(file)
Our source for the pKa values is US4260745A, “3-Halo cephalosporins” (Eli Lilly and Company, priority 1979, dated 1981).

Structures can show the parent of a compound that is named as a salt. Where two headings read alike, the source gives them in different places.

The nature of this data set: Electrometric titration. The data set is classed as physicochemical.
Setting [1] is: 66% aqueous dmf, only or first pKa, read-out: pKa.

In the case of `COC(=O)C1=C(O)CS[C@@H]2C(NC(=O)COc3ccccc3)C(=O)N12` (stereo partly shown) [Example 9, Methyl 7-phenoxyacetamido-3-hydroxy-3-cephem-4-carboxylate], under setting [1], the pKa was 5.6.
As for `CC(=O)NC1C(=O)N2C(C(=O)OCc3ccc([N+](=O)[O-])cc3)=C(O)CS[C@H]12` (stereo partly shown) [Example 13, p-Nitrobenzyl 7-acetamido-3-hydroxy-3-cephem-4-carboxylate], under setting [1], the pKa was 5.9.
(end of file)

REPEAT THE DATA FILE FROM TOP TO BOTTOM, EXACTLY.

Our source for the pKa values is US4260745A, “3-Halo cephalosporins” (Eli Lilly and Company, priority 1979, dated 1981).

Structures can show the parent of a compound that is named as a salt. Where two headings read alike, the source gives them in different places.

The nature of this data set: Electrometric titration. The data set is classed as physicochemical.
Setting [1] is: 66% aqueous dmf, only or first pKa, read-out: pKa.

In the case of `COC(=O)C1=C(O)CS[C@@H]2C(NC(=O)COc3ccccc3)C(=O)N12` (stereo partly shown) [Example 9, Methyl 7-phenoxyacetamido-3-hydroxy-3-cephem-4-carboxylate], under setting [1], the pKa was 5.6.
As for `CC(=O)NC1C(=O)N2C(C(=O)OCc3ccc([N+](=O)[O-])cc3)=C(O)CS[C@H]12` (stereo partly shown) [Example 13, p-Nitrobenzyl 7-acetamido-3-hydroxy-3-cephem-4-carboxylate], under setting [1], the pKa was 5.9.